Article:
Google announced "OSS-Fuzz," a beta project that open source software projects can join to do "fuzz testing." Fuzz testing, or "fuzzing," is an automated testing technique that can uncover memory corruption bugs in software by generating random inputs to a given program.
The program, developed in conjunction with the "Core Infrastructure Initiative" community over the past few years, specifically targets open source projects that have a "large user base" and/or are "critical to Global IT infrastructure."
The Core Infrastructure Initiative was formed by multiple large technology companies, including Google, after the discovery of the Heartbleed bug. The goal of the project is to fund open source software that represents an important part of the web infrastructure. That includes software such as OpenSSL, OpenSSH, GnuPG, the Linux Kernel Self-Protection project, and others.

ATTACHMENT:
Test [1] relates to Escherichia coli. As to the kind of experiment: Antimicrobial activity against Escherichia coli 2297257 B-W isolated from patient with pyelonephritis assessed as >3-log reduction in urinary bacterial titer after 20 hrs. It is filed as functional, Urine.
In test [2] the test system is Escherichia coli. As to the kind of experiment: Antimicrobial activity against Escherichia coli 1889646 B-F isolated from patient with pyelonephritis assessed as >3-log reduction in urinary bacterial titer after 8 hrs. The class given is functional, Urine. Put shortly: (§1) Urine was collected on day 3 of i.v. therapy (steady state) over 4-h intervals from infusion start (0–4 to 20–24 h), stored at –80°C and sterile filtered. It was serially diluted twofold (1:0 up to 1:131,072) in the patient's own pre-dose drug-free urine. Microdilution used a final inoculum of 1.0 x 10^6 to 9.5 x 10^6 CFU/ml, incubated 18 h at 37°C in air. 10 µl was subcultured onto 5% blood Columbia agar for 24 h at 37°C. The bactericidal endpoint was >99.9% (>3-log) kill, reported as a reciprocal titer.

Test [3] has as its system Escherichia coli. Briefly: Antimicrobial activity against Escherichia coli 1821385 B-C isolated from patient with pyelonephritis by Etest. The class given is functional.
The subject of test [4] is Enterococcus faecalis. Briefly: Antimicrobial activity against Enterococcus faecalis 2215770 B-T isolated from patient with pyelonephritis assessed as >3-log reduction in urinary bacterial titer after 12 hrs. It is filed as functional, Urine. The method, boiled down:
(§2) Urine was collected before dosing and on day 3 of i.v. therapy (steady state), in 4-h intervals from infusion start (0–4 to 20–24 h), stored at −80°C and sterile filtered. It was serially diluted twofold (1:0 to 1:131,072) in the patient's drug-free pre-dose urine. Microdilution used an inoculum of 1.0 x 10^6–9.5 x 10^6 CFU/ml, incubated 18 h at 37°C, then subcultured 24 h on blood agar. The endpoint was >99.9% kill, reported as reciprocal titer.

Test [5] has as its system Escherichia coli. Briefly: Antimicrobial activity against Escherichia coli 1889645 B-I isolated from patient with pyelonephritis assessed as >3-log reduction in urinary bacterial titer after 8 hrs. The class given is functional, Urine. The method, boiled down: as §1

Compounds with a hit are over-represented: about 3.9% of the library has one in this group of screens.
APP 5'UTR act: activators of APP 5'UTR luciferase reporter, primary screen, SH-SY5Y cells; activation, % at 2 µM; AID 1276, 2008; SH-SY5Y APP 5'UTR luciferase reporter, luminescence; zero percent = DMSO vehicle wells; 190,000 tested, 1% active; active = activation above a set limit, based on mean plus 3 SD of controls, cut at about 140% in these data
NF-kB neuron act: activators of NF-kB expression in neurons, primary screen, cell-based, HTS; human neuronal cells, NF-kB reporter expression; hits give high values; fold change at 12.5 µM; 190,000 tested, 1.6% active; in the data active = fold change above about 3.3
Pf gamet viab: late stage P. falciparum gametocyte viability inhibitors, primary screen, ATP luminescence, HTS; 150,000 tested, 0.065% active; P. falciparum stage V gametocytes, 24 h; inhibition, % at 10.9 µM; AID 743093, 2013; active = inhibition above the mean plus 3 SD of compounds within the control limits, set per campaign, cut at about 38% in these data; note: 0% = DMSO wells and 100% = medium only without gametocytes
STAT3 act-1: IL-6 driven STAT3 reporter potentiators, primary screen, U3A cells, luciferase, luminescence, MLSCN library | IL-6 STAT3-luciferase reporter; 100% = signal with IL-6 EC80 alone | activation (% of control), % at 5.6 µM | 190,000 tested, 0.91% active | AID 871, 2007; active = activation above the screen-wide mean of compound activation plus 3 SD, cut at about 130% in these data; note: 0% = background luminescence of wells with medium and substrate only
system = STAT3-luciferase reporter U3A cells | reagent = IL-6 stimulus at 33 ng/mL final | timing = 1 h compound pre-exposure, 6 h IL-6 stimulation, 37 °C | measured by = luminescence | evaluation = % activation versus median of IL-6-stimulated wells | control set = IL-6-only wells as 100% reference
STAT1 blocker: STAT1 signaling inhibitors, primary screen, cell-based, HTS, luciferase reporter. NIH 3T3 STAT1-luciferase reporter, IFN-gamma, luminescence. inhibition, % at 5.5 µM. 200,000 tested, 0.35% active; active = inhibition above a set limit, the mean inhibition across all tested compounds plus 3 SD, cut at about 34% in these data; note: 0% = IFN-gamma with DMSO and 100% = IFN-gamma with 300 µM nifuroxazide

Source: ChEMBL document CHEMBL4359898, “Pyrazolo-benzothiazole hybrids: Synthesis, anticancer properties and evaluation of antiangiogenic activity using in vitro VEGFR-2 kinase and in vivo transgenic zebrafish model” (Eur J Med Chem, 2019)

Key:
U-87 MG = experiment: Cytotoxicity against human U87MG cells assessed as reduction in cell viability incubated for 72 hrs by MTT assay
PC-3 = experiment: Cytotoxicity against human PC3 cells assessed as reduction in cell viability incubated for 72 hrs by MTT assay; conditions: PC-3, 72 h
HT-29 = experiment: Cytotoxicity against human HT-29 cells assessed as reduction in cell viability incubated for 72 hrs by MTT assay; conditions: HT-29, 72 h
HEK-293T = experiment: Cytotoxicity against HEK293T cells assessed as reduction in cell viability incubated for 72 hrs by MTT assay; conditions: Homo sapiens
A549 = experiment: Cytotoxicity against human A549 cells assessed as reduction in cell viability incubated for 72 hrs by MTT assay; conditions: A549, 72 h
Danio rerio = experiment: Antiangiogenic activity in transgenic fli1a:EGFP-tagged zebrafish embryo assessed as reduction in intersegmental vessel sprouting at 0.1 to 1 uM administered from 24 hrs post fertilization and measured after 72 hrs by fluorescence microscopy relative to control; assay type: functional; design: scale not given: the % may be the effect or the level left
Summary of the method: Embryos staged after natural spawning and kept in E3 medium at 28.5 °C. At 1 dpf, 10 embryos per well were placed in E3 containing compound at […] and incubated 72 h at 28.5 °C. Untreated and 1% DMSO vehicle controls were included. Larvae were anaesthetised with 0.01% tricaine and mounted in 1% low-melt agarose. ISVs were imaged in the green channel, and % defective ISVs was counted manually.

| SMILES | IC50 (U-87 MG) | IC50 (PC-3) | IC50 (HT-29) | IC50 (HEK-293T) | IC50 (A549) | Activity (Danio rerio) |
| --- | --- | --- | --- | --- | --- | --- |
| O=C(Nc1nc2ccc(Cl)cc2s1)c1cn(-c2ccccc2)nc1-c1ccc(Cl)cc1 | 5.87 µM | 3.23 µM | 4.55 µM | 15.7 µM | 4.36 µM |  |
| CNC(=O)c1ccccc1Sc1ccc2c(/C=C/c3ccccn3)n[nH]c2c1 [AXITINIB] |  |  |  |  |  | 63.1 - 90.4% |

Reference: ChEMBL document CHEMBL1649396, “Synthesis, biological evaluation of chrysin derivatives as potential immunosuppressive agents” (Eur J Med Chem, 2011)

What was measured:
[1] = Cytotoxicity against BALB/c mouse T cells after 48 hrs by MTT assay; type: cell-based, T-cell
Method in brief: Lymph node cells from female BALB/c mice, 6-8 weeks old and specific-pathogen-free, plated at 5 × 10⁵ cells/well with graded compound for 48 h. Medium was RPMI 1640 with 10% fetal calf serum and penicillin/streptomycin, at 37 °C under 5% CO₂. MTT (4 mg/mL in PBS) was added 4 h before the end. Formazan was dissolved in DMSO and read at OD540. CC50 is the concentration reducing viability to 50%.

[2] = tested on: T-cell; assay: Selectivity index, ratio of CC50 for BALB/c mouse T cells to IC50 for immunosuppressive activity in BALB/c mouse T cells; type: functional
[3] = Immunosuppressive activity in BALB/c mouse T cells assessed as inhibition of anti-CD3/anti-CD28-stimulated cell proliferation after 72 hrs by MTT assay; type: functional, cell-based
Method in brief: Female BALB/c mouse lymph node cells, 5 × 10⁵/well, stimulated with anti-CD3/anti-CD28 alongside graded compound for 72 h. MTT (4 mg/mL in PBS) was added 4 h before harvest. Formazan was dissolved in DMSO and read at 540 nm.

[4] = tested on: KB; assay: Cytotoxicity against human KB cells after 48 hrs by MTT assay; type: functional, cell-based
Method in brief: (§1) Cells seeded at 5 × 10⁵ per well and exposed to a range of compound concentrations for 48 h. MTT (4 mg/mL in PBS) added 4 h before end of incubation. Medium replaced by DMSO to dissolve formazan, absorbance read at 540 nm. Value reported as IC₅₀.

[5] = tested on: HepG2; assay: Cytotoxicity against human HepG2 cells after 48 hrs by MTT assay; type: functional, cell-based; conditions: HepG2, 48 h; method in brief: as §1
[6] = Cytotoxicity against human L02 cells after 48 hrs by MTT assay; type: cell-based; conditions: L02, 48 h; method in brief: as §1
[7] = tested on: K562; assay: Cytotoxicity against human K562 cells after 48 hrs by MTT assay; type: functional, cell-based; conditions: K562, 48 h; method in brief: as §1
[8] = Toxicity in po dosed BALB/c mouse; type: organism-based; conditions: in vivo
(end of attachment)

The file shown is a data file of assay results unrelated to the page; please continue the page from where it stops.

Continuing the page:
The OSS-Fuzz project could find the type of security vulnerabilities that tend to be quite common in software written in programming languages such as C and C++, which aren’t memory-safe.
It could identify bugs like the one that was recently discovered in Firefox and the Tor browser, or bugs like Stagefright that affected virtually all Android users. These types of memory corruption bugs are often difficult to find even in security audits, which is why the importance of the OSS-Fuzz project can’t be understated.
The OSS-Fuzz project has already been used to uncover hundreds of security and stability bugs in Chrome, and Google said it’s now willing to share the service with the open source community. Considering that the project has already been used to test the Chrome browser for vulnerabilities, it may be possible to use it for Firefox as well (a browser that, lately, seems like it would need it).
Google hopes to make fuzzing a "standard part of the open source development process' because it believes this sort of testing can lead to significant security improvements in critical software.